July, 2024
July 2024
Pediatric patients are genetically prone to cancer benefit from early surveillance
Jul 5, 2024, 05:08

Pediatric patients are genetically prone to cancer benefit from early surveillance

St. Jude Children’s Research Hospital shared on LinkedIn:

“Research shows that pediatric patients genetically prone to cancer benefit from early surveillance.

A compelling case is raised to advocate for early and regular surveillance in children with genetic predispositions to cancer in a study recently published in JAMA Oncology, Kim Nichols, MD,St. Jude Division of Cancer Predisposition director, Department of Oncology, with colleagues Alise Blake and Melissa Perrino.

Nichols provides a deeper look into the importance of early tumor detection for achieving the best outcomes in young patients.

The study discovered that early intervention often detects asymptomatic, early-stage tumors, sometimes even during the initial testing phase or within two years of starting surveillance.

This is significant because early-stage tumors are typically more treatable and can be completely removed through surgery, improving the chances of successful outcomes.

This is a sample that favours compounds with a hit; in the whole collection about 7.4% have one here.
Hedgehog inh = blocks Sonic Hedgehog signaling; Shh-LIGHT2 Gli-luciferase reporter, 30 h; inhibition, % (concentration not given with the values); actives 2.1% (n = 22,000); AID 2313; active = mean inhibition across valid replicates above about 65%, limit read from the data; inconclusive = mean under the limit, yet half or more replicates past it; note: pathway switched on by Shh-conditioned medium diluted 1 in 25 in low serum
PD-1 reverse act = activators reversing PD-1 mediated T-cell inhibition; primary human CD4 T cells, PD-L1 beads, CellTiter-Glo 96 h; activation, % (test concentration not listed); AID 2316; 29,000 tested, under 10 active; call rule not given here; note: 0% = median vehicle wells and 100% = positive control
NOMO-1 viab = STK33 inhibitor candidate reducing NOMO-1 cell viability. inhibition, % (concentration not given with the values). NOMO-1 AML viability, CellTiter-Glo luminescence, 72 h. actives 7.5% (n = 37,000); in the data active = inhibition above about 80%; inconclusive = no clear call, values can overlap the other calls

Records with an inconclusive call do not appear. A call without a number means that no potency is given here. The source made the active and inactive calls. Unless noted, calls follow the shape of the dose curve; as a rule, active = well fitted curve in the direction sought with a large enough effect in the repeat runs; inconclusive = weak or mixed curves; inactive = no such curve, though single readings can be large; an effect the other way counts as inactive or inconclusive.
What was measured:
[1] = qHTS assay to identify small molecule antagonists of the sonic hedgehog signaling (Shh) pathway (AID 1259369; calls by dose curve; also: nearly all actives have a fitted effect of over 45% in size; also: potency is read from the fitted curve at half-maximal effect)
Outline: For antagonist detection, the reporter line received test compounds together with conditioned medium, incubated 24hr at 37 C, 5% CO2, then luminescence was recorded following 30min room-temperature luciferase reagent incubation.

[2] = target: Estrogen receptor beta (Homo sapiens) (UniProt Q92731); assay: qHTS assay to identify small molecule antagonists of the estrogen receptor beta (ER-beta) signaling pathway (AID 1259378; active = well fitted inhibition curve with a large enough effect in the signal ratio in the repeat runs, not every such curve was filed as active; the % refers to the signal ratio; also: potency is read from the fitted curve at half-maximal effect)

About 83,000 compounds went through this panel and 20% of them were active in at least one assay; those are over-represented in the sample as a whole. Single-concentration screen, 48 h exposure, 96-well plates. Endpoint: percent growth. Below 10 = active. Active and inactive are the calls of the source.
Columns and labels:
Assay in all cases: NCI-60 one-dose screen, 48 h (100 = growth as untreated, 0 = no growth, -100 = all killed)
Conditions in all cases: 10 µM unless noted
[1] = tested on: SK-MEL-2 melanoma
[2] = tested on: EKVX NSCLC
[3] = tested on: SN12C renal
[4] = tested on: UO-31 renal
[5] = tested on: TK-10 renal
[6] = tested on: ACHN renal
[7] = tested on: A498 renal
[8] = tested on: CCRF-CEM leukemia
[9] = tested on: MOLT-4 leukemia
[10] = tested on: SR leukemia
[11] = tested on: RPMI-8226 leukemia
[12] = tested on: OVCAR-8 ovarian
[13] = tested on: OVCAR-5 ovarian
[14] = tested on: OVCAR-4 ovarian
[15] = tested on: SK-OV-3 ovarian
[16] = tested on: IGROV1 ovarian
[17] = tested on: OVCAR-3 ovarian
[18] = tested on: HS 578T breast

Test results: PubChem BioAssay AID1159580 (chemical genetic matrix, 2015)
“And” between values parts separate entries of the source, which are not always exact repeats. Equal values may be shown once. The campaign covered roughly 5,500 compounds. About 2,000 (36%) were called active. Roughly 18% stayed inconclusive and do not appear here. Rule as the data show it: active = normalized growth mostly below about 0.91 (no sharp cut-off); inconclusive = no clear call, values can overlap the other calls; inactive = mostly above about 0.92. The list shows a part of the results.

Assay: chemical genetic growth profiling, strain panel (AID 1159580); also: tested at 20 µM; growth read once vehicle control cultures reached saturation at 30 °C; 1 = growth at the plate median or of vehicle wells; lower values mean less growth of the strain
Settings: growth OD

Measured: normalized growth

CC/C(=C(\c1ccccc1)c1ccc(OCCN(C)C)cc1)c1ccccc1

The research supports the effectiveness of current screening methods and recommends that healthcare providers should begin surveillance immediately upon identifying a cancer-predisposing syndrome, without waiting for patients to complete therapy for prior cancers.

This approach could appreciably improve early detection and treatment success.

The implications of this study extend beyond clinical practice. It can be challenging for providers to get insurances companies to pay for early screenings.

This study may be the start to providing insurance companies with the evidence needed to cover the tests for children with a predisposition, to ensure that these vital screenings are accessible for families who need them.

Nichols looks forward to including a wider range of patients in this study and exploring the psychological impacts of surveillance.

Read the full study for more insights.”

Source: St. Jude Children’s Research Hospital/LinkedIn